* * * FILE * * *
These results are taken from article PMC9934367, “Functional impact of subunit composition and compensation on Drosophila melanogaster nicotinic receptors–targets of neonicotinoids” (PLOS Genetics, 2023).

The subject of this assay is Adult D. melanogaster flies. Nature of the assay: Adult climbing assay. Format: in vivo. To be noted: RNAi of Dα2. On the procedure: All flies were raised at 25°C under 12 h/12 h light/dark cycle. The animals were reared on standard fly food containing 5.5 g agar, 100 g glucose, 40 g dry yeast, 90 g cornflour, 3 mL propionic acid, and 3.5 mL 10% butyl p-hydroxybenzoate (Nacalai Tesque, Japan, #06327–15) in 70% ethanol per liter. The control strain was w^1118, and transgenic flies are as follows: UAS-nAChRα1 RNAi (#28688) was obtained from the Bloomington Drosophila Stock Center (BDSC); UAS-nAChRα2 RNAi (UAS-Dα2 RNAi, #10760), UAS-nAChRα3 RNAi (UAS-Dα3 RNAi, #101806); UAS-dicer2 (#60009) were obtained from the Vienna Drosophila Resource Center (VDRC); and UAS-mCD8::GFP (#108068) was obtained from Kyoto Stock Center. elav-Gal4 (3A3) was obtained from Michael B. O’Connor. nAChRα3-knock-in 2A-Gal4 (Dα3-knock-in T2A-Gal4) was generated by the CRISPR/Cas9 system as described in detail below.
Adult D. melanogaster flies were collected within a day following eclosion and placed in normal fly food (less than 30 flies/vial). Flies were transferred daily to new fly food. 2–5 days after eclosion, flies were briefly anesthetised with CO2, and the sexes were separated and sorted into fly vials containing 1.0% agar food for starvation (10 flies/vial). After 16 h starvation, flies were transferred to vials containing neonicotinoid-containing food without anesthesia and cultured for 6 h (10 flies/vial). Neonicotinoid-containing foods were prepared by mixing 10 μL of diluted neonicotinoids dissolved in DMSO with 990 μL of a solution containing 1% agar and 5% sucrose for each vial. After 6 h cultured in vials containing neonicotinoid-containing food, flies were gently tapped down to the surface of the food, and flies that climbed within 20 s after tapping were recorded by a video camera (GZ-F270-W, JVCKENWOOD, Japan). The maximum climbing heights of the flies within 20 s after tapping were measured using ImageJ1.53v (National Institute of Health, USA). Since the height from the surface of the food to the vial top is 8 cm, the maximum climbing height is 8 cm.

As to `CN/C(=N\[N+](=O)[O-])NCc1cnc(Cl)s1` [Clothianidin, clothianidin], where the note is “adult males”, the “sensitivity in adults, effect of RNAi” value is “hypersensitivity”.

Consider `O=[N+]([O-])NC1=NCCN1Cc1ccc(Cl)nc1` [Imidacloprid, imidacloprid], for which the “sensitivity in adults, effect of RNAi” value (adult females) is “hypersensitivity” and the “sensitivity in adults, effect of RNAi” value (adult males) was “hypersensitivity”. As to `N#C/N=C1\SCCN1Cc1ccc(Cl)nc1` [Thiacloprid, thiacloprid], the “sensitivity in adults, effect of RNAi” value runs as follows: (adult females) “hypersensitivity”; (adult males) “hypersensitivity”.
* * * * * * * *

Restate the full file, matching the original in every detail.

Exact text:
These results are taken from article PMC9934367, “Functional impact of subunit composition and compensation on Drosophila melanogaster nicotinic receptors–targets of neonicotinoids” (PLOS Genetics, 2023).

The subject of this assay is Adult D. melanogaster flies. Nature of the assay: Adult climbing assay. Format: in vivo. To be noted: RNAi of Dα2. On the procedure: All flies were raised at 25°C under 12 h/12 h light/dark cycle. The animals were reared on standard fly food containing 5.5 g agar, 100 g glucose, 40 g dry yeast, 90 g cornflour, 3 mL propionic acid, and 3.5 mL 10% butyl p-hydroxybenzoate (Nacalai Tesque, Japan, #06327–15) in 70% ethanol per liter. The control strain was w^1118, and transgenic flies are as follows: UAS-nAChRα1 RNAi (#28688) was obtained from the Bloomington Drosophila Stock Center (BDSC); UAS-nAChRα2 RNAi (UAS-Dα2 RNAi, #10760), UAS-nAChRα3 RNAi (UAS-Dα3 RNAi, #101806); UAS-dicer2 (#60009) were obtained from the Vienna Drosophila Resource Center (VDRC); and UAS-mCD8::GFP (#108068) was obtained from Kyoto Stock Center. elav-Gal4 (3A3) was obtained from Michael B. O’Connor. nAChRα3-knock-in 2A-Gal4 (Dα3-knock-in T2A-Gal4) was generated by the CRISPR/Cas9 system as described in detail below.
Adult D. melanogaster flies were collected within a day following eclosion and placed in normal fly food (less than 30 flies/vial). Flies were transferred daily to new fly food. 2–5 days after eclosion, flies were briefly anesthetised with CO2, and the sexes were separated and sorted into fly vials containing 1.0% agar food for starvation (10 flies/vial). After 16 h starvation, flies were transferred to vials containing neonicotinoid-containing food without anesthesia and cultured for 6 h (10 flies/vial). Neonicotinoid-containing foods were prepared by mixing 10 μL of diluted neonicotinoids dissolved in DMSO with 990 μL of a solution containing 1% agar and 5% sucrose for each vial. After 6 h cultured in vials containing neonicotinoid-containing food, flies were gently tapped down to the surface of the food, and flies that climbed within 20 s after tapping were recorded by a video camera (GZ-F270-W, JVCKENWOOD, Japan). The maximum climbing heights of the flies within 20 s after tapping were measured using ImageJ1.53v (National Institute of Health, USA). Since the height from the surface of the food to the vial top is 8 cm, the maximum climbing height is 8 cm.

As to `CN/C(=N\[N+](=O)[O-])NCc1cnc(Cl)s1` [Clothianidin, clothianidin], where the note is “adult males”, the “sensitivity in adults, effect of RNAi” value is “hypersensitivity”.

Consider `O=[N+]([O-])NC1=NCCN1Cc1ccc(Cl)nc1` [Imidacloprid, imidacloprid], for which the “sensitivity in adults, effect of RNAi” value (adult females) is “hypersensitivity” and the “sensitivity in adults, effect of RNAi” value (adult males) was “hypersensitivity”. As to `N#C/N=C1\SCCN1Cc1ccc(Cl)nc1` [Thiacloprid, thiacloprid], the “sensitivity in adults, effect of RNAi” value runs as follows: (adult females) “hypersensitivity”; (adult males) “hypersensitivity”.